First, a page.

Fire in the sky: Weston meteor strike sparked scientific research
Published 9:02 am, Sunday, January 2, 2011
The nearly full moon was setting as dawn arrived on Dec. 14, 1807. It was Monday, and farmers in what was then Weston were already up tending to their livestock.
Suddenly, to the north, a bright object appeared in the cold, cloud-strewn sky, accompanied by a sound that people said resembled that of a cannonball being rolled on a wooden floor.
The object was sufficiently bright to illuminate fields and barns, and there were reports of something strange streaking across the sky from as far away as Rutland, Vt. The meteor broke up as it slammed into the earth's atmosphere at about 65,000 mph. Soon it seemed that Weston was a target of an artillery barrage, as dozens of rocks, one weighing 200 pounds, augered into the snow-covered fields.
It fell from the sky
According to a new book by Cathryn J. Prince, of Weston, "A Professor, a President, and a Meteor: The Birth of American Science," the meteorite provided the spark that over time turned the new nation, then populated largely by people who believed in the supernatural, into a scientific powerhouse.
Today it's known that the earth collects between 35,000 and 80,000 tons of space debris every year ---- mostly in the form of dust, but some of it falls as larger pieces, too. But in the minds of those living in the early 19th century, rocks weren't supposed to fly across the sky and crash onto your hay field.
"It was thought that meteors were caused by volcanos on the moon, or that they were some sort of rare meteorological phenomenon," Prince said. "It was Benjamin Silliman, then a young professor at Yale University, who was the first to establish that meteors came from outer space. This was also the first time that a scientist actually interviewed witnesses and analyzed a meteorite."
Prince, who examined all of Silliman's papers at Yale to research the book, recalls the political landscape of the early 18th Century. New England was bitterly opposed to President Thomas Jefferson's Embargo of 1807, which put most of its profitable shipping industry out of business.
This placed Silliman in somewhat of a bind, because Jefferson was also a man of science, of sorts. The president's endeavors in this regard, which included collecting fossils, were viewed a "frivolous" and even "un-Christian and insulting" by his New England Federalist adversaries. There was serious talk of secession in Hartford.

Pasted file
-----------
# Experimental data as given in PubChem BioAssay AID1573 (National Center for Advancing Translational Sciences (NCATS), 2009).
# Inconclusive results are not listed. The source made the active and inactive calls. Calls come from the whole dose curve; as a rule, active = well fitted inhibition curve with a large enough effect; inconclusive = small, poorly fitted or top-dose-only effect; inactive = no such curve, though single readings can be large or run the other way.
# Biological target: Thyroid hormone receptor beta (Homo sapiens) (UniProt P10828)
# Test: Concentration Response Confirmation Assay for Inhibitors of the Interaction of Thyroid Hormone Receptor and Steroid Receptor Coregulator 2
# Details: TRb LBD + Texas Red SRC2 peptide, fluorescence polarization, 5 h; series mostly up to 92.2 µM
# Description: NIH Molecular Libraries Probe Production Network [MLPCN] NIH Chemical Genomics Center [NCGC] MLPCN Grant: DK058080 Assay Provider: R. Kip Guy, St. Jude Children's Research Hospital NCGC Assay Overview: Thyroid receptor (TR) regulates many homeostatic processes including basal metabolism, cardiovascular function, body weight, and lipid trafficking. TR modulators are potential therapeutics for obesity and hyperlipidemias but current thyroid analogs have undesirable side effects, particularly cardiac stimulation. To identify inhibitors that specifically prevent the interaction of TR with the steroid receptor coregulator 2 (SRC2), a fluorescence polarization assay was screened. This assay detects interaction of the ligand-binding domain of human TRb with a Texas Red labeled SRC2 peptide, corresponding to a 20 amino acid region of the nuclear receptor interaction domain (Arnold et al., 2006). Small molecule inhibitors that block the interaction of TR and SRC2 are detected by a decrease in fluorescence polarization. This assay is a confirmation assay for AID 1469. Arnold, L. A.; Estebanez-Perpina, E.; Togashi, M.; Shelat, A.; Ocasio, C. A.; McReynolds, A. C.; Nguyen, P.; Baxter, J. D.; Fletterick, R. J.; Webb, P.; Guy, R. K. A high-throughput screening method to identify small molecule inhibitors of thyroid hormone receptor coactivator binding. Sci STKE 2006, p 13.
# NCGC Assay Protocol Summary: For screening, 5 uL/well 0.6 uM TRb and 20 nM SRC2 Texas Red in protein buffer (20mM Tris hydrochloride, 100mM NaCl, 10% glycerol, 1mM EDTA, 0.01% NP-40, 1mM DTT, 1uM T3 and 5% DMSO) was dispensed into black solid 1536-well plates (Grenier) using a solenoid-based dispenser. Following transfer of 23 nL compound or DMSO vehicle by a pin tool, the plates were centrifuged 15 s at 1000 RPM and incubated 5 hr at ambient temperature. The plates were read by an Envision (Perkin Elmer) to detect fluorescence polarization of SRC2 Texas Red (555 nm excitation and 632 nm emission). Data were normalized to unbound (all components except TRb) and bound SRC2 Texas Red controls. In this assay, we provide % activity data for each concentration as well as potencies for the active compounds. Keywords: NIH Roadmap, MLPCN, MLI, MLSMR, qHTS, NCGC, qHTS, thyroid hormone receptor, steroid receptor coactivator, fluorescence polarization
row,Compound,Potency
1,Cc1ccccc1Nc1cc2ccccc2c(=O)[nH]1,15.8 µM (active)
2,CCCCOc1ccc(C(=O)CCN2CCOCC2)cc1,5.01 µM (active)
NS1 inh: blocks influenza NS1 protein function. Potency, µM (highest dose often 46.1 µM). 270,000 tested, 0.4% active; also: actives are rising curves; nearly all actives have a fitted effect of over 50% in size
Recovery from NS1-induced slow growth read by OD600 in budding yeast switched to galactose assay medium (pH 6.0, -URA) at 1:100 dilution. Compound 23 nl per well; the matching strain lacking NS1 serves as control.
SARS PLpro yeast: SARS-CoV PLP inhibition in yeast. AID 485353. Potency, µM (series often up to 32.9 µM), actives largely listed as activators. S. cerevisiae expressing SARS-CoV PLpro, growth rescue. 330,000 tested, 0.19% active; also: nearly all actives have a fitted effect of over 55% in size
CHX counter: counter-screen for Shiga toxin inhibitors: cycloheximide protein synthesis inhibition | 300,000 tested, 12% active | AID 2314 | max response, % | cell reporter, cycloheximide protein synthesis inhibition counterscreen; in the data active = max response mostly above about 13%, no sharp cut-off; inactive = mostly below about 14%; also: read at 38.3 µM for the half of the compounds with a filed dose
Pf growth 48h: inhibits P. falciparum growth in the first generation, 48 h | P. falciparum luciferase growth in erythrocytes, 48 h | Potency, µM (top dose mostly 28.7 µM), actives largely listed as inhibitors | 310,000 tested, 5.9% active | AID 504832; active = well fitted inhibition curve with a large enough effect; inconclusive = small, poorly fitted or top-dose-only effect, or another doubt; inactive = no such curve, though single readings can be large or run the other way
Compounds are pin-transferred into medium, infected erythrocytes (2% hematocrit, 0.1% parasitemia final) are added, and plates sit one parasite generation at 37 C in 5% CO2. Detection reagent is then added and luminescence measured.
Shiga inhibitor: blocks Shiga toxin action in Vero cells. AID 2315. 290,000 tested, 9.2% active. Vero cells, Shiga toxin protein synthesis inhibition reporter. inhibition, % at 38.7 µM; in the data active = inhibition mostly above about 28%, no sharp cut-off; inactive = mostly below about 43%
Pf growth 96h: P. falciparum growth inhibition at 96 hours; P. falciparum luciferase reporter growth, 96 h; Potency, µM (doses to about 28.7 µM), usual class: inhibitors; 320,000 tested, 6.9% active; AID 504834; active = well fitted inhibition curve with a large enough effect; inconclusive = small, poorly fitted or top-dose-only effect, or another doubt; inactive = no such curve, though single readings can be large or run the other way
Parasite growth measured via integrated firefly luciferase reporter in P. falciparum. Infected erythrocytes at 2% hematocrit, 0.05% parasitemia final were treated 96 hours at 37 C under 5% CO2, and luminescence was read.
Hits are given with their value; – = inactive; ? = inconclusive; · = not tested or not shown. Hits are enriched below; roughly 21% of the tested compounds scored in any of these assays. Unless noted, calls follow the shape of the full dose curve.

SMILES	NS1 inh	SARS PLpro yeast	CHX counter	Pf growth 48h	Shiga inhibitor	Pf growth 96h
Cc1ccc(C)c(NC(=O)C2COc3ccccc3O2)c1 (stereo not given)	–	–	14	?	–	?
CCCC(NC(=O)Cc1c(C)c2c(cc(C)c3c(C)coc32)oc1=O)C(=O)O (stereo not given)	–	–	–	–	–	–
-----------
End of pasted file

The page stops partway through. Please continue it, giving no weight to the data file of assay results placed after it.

Silliman got caught in the crossfire between Jefferson and Connecticut when the president, apparently because of his disdain for the Nutmeg State, decided not to completely accept Silliman's report on the event.
Where the meteorite fell
Although it is called the Weston meteorite, most of it fell in what is now Easton, which was founded in 1845 from 28.8 square miles carved out of Weston.
Today it's believed that none or almost none of the pieces fell in present-day Weston, although pieces were found in a swath that extended from Monroe to Fairfield.
The impact footprint, about 10 miles long and four miles wide, was centered on what is now the Easton Reservoir, which didn't exist until 1926. Today, Easton is mostly covered by forest ---- at least the parts that aren't occupied by multi-million-dollar homes. But in 1807, that land was cleared of nearly every tree for agriculture and lumber, creating the perfect landscape for the early risers on Dec. 14 to view the fireball as it made its approach.
"Probably not all of it was recovered," Prince said. "There's a piece of it at the Peabody Museum in New Haven, another piece is at the American Museum of Natural History's Hayden Planetarium, and a third is in the Smithsonian."
As for Silliman, Prince says in her book that he was an ardent abolitionist, despite the fact that his mother owned 85 slaves at one time, making her the largest slave owner in Fairfield County.
"My own country, so jealous of its own liberty, stands disgraced in the eyes of mankind and condemned at the bar of Heaven," he wrote on the subject.
Silliman went on to establish Yale Medical School and was a key figure in getting Yale leadership to consider the sciences as subjects that should be taught in their own departments, rather than as part of the Department of Philosophy.
Silliman was born in North Stratford, which is now part of Trumbull. His first wife was Harriet Trumbull, the daughter of Jonathan Trumbull, Connecticut's 16th governor. They had a son and two daughters. Silliman remarried, at age 71, after she died in 1850. He died in 1864.
As for Silliman's relations with Jefferson, one can only wonder how much further science in the United States would have advanced had the two men been on friendly terms.
"A Professor, a President, and a Meteor: The Birth of American Science" by Cathryn J. Prince. Prometheus Books.